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GBP/AUD Exchange Rate Slumps as Hammond and Davis Head to Germany to Discuss Trade

Australian Dollar Currency Forecast

Pound Kept Weak as Markets Await Outcome of Hammond and Davis Trip to Germany

Update, 10/01/18: Chancellor of the Exchequer Philip Hammond and Brexit Secretary David Davis are in Germany today, hoping to persuade officials to consider a post-Brexit trade deal that would allow special considerations for the UK’s financial services industry.

The Pound Sterling to Australian Dollar exchange rate has slumped half a per cent as markets wait to see whether or not they have made headway.

Pound Sterling to Australian Dollar (GBP/AUD) Exchange Rate Stuck Flat after Yesterday’s Uneventful Cabinet Reshuffle Viewed as Highlighting Theresa May’s Weak Position as Prime Minister

Theresa May’s authority as Prime Minister is being questioned today, with her uneventful cabinet reshuffle highlighting her lack of political clout – a prospect that is weighing on the GBP/AUD exchange rate this morning.

The reshuffle had been touted as May’s most significant shakeup of senior government since the disastrous snap election that robbed her of her majority and left her reliant upon the backing of Northern Ireland’s Democratic Unionist Party (DUP) to hold onto power.

However, despite much pressure to sack or move key members of the Cabinet, the heavy hitters have all managed to retain their jobs, suggesting that the Prime Minister has failed to rein in the larger personalities surrounding her.

Notably, Boris Johnson remains as Foreign Secretary, despite numerous diplomatic gaffes, with the Prime Minister seemingly unwilling to remove him from the post due to his potential to challenge her for leadership of the Conservative party.

Could Waning Brexit Fears Return to Weaken GBP/AUD? Exchange Rate Turbulence Forecast after Prime Minister Fails to Demonstrate Political Clout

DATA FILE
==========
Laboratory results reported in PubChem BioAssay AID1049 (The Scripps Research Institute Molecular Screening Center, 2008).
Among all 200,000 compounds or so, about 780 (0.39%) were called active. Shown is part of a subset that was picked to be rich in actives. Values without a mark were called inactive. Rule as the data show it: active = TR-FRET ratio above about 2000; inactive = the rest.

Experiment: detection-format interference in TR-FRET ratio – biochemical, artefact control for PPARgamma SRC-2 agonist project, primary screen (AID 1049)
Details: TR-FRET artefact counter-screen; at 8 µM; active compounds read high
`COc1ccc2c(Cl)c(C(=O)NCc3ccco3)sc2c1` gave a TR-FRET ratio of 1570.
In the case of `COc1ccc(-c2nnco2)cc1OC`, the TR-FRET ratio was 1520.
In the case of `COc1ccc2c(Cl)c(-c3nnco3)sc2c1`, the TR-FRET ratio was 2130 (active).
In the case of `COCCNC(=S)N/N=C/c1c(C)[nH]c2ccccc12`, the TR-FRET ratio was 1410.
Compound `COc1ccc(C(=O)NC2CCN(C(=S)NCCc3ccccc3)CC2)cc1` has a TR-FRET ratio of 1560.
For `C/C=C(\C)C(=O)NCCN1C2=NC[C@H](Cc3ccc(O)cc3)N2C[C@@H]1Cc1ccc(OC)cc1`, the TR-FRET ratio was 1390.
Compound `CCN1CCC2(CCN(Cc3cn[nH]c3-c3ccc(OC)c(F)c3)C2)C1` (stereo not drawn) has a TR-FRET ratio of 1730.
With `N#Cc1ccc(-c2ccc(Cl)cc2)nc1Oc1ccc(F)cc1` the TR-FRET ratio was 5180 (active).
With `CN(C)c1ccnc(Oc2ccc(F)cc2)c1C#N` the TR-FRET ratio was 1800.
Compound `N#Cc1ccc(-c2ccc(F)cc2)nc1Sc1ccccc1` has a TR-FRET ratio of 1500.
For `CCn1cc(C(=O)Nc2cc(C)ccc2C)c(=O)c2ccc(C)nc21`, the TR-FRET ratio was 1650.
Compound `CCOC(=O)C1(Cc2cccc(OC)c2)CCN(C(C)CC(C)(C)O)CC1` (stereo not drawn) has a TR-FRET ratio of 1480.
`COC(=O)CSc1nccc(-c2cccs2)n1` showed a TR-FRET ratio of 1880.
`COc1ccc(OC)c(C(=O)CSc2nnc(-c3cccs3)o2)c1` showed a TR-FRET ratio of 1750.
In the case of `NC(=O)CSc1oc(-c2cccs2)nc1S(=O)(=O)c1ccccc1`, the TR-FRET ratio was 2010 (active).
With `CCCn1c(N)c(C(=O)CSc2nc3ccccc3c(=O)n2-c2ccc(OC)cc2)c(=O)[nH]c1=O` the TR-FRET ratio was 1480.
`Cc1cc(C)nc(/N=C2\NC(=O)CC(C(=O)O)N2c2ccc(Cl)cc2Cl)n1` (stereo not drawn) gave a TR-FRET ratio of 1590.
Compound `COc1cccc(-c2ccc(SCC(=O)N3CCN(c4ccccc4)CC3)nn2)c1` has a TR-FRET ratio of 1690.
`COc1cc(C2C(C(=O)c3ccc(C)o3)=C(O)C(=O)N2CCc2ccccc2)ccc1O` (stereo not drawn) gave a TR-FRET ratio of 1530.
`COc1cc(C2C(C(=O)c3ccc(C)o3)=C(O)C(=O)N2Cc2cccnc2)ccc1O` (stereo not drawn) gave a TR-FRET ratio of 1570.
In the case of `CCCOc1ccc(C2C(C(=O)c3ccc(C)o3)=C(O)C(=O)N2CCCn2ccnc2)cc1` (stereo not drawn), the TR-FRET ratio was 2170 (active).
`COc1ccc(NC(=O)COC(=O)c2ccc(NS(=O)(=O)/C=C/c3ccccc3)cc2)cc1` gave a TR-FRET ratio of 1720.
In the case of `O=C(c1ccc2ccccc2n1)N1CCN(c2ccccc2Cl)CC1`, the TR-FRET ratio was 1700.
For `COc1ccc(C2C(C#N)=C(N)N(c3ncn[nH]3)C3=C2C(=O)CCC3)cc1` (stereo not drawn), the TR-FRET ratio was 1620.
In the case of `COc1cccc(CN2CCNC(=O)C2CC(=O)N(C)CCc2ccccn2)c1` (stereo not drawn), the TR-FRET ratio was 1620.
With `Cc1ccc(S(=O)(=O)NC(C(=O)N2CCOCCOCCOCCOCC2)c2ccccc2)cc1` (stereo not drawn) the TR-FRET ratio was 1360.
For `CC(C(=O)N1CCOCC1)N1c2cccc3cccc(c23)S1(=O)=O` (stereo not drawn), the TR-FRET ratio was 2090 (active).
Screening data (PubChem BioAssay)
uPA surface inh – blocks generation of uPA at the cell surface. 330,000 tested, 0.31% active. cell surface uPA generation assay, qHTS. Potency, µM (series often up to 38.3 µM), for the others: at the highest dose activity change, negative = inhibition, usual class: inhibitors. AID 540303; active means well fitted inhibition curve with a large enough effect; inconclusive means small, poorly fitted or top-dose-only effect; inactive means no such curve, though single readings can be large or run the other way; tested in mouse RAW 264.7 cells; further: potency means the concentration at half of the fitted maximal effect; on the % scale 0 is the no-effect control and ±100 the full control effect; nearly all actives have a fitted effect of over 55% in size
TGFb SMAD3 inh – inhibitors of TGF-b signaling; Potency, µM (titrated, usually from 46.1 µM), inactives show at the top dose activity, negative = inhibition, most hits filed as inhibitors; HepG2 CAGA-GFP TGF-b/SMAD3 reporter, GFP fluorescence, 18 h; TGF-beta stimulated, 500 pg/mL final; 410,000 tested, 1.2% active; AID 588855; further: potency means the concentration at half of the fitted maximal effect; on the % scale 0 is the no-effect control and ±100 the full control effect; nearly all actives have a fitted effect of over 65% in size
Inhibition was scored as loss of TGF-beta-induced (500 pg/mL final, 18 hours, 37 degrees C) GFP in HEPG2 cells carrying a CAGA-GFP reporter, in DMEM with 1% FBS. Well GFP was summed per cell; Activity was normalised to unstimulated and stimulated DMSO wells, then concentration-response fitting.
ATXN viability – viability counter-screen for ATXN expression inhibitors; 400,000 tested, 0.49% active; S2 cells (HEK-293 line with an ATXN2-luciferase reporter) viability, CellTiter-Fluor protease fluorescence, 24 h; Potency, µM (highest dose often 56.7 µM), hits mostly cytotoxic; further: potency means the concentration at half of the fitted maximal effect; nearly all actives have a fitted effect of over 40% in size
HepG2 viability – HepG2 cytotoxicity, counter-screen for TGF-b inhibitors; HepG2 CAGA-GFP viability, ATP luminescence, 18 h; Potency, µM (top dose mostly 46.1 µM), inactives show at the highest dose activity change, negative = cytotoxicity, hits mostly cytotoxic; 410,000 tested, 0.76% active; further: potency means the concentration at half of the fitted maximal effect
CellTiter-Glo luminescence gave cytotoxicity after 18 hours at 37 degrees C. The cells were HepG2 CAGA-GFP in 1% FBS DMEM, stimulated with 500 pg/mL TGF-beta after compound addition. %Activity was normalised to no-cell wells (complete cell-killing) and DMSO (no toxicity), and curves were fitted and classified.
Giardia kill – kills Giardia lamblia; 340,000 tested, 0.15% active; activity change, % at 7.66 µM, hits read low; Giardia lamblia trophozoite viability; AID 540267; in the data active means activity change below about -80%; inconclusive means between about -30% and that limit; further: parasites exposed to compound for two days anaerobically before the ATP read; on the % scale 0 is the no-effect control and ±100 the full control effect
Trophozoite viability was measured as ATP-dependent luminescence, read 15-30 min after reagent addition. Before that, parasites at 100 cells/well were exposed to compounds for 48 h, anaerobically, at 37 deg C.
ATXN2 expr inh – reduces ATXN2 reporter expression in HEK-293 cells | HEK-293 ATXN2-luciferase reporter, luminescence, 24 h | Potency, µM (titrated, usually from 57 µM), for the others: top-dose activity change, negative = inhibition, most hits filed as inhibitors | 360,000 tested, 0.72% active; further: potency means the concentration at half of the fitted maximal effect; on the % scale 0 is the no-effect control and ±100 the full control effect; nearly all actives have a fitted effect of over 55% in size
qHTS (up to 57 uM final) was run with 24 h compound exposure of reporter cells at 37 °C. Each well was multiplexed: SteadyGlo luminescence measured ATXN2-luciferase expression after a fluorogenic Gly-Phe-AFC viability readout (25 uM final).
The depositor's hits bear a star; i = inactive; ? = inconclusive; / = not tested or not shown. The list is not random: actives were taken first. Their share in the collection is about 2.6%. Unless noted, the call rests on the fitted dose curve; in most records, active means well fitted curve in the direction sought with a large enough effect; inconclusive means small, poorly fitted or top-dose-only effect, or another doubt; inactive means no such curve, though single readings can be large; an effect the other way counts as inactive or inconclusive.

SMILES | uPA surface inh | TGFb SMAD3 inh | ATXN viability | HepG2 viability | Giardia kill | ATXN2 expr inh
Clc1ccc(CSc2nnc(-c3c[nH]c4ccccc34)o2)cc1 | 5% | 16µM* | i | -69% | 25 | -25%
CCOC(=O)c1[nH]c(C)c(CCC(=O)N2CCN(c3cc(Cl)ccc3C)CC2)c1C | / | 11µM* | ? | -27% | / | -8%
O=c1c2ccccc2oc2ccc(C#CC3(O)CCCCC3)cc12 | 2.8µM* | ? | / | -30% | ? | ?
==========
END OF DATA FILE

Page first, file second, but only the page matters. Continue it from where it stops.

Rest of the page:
Theresa May’s latest move as Prime Minister has unsettled the markets, causing the Pound Sterling to Australian Dollar (GBP/AUD) exchange rate to stagnate on fears that the UK has been left in a vulnerable position heading into trade negotiations.

There’s a strong divide amongst the Cabinet regarding the UK’s approach to Brexit, with Boris Johnson and Michael Gove pushing for some form of ‘Hard Brexit’, while Chancellor Philip Hammond continues to advocate for a soft form of exit.

Markets are worried that with Johnson, Gove, David Davis, and Hammond unscathed, Theresa May has sent a clear signal to the EU that she lacks the authority required to negotiate Brexit and then push the final deal through Parliament.

The GBP/AUD exchange rate is therefore weakening on concern that the EU may be able to offer an unfavourable deal and then call the Prime Minister’s bluff after she has claimed numerous times the UK would rather walk away from the table.

Australian Dollar Fails to Capitalise on Pound’s Weakness as Government’s Iron Ore Price Forecast Weighs on AUD Exchange Rates

Although the Pound is weak and the latest Australian data has printed strongly, the Australian Dollar has been unable to take advantage of Sterling’s position and so the GBP/AUD exchange rate remains flat.

Buildings approvals data from November has shown a surge in activity, with month-on-month approvals climbing 11.7%, instead of showing a worsened decline from the -0.1% seen in October to -1.3% as predicted by economists.

Year-on-year, approvals are up 17.1% – a far cry from the forecast slump from 17.5% to 4.6%.

However, yesterday’s forecast from the Australian government that iron ore prices will fall by -20% over the course of this year continues to dampen appetite for the Australian Dollar.

AUD Exchange Rate Hits Ceiling as Markets Await More Clarity regarding US Federal Reserve Monetary Policy Forecast

Additionally, the Australian Dollar continues to trend around an eight-week high versus Pound Sterling, and markets are reluctant to push it much higher, especially as the US Federal Reserve could soon opt to hike interest rates again, which would see demand for AUD tumble.

Some disappointing data towards the end of 2017, combined with a more cautious-than-expected set of policy communications from the Federal Open Market Committee (FOMC) gave the Australian Dollar some breathing room.

Markets began to expect that the pace of the Fed’s normalisation would slow in 2018, but the fact that President Donald Trump has finally been able to secure approval for his drastic tax reform plans – which are forecast to deliver a boost to the US economy – is likely to make the Fed rethink any diversions it may have been feeling.

The fate of the Australian Dollar is therefore uncertain until it becomes clearer whether the March monetary policy meeting is likely to see US borrowing costs increased again.